I sometimes look at other political parties and think about how closely their policies align with my own. As I have blogged about before on here I only joined the Lib Dems 4 years ago at the age of 34. It took me a long time to "pick a team" as it were and I think it is only healthy for me to keep this under review.
To be honest though the very strong continuing feeling I get is that the Lib Dems are the right political home for me. Even when I disagree with things the party says and does I know that I will be able to debate with my party colleagues and ultimately get a chance to vote on issues to help formulate the party's policies. And as my political centre of gravity seems to be in a similar position to many of the other activists I know within the party I don't feel that it is likely I will be making a move any time soon.
In the case of Labour, their terribly authoritarian approach to civil liberties made them an absolute no-go area for me in the previous decade. I am yet to see compelling evidence that they have changed their spots on that. Now they are in opposition their sheer opportunism and lack of a credible and coherent programme is also a big turn-off for me. They do not seem to have any proper guiding philosophy to their approach other than opposing almost everything the government does, taking no account of the compromises my own party has inevitably had to make and accusing us of anything from naivety through to utter betrayal of our principles. There are however areas of their approach and their historic positions that I retain some affection for. I did after all come from a family of staunch socialists and whilst I would not describe myself as such (and am much more a liberal than a statist) there is bound to be some residual identification with their core beliefs.
In the case of the Conservative party however I am starting to realise just how deep my differences with the core beliefs of the vast majority of its members run.
My differences with the blues are multifarious. But the area that has been most sharply brought into focus with me most recently is their approach to most constitutional reform.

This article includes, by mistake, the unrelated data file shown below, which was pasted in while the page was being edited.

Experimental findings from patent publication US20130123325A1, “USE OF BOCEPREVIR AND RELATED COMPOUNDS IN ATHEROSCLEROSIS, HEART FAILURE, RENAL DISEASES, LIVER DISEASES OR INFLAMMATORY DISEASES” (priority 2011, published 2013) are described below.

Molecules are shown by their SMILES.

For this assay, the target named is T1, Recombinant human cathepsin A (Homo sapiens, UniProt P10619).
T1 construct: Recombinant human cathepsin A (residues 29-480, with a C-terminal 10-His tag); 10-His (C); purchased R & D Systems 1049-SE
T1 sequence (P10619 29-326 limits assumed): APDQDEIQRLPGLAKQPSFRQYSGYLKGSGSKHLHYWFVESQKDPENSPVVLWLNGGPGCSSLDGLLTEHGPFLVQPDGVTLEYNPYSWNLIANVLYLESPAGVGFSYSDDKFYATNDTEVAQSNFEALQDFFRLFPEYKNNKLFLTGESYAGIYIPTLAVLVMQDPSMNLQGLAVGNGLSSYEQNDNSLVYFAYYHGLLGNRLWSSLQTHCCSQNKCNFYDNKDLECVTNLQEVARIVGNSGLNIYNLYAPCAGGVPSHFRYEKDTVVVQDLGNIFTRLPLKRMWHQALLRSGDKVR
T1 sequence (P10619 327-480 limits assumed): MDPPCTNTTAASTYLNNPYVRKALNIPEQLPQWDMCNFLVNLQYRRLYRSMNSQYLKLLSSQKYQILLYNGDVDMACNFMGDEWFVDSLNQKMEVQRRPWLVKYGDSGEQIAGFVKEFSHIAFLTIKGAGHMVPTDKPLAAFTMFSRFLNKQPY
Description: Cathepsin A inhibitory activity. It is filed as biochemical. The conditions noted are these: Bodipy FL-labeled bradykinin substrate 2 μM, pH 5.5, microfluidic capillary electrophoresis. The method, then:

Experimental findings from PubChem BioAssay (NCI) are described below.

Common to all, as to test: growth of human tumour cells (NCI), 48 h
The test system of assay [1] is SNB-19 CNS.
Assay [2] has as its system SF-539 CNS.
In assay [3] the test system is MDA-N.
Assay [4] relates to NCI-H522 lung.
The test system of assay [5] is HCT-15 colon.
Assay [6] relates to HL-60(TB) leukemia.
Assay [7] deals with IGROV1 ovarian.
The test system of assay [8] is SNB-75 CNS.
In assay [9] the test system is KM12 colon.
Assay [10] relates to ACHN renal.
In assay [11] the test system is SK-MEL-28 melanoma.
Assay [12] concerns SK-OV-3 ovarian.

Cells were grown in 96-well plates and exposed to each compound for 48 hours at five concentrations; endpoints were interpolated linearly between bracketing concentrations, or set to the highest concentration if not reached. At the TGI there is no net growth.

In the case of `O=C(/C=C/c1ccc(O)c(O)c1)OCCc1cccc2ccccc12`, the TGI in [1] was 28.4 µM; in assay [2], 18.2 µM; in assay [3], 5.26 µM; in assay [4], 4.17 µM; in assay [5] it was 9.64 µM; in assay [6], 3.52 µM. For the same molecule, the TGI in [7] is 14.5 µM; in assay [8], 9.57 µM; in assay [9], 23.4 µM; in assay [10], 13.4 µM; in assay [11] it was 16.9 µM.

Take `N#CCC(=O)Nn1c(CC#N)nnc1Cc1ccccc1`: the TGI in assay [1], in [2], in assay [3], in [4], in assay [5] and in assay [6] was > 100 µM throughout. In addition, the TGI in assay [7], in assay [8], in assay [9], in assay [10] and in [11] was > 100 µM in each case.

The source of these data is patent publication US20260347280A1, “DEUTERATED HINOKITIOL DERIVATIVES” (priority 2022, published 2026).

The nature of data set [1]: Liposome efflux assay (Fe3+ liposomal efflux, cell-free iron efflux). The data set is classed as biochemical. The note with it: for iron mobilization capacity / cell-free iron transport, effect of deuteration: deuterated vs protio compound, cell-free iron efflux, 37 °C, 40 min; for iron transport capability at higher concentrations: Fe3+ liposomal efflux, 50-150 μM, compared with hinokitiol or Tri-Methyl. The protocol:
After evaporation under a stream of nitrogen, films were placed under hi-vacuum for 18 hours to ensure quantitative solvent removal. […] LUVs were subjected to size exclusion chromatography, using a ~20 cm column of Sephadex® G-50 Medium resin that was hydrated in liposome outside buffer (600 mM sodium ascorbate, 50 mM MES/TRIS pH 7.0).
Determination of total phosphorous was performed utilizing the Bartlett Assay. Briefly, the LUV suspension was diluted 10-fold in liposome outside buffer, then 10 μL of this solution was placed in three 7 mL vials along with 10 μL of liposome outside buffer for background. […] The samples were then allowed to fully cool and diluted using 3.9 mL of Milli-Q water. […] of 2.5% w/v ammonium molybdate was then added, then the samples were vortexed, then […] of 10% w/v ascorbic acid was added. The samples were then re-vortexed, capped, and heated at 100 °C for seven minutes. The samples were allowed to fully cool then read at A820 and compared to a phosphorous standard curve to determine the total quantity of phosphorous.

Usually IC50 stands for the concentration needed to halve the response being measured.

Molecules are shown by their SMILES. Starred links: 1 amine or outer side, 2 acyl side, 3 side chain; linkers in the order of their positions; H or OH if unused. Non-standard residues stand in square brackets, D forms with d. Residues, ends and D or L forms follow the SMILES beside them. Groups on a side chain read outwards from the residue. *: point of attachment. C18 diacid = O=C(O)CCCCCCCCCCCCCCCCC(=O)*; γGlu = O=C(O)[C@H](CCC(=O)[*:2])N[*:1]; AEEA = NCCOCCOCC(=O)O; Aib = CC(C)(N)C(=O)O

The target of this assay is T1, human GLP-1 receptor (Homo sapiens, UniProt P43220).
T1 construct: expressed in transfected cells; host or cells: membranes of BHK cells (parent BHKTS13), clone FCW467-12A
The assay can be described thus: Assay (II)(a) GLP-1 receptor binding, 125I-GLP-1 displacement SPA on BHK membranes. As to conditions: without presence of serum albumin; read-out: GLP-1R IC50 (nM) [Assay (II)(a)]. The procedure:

I'll just run through a quick list of the changes that I either was in favour of or would be in favour of and that the Conservatives have either opposed within campaigns or never even allowed to get as far as a campaign as they are so opposed they have ensured we do not get that far*:
- Proportional Representation for the Commons: During the coalition negotiations it was made clear that a referendum on a proportional system would never be sanctioned by Tory MPs. So it was never made part of the agreement. The idea was killed on the starting blocks.
- Alternative Vote for the Commons: Allowed a referendum on AV and then pulled out all the stops to kill it during the referendum campaign. Many of the arguments they used were at best disingenuous and at worst outright lies. As Tim Gowers blogged about at the time, many of their arguments were actually provably wrong mathematically!
- Scottish devolution: After the failed 1978 referendum where they were firmly in the No camp the Conservatives held power at Westminster for 18 years and made very sure that the Scottish devolution issue was kept on the political back burner. Once Labour got in in 1997, the Tories were viscerally opposed to devolution again. They failed in their attempts to stop it second time around.
- Welsh devolution: Again Tories were agin. They (only just) failed to prevent the formation of the Welsh Assembly.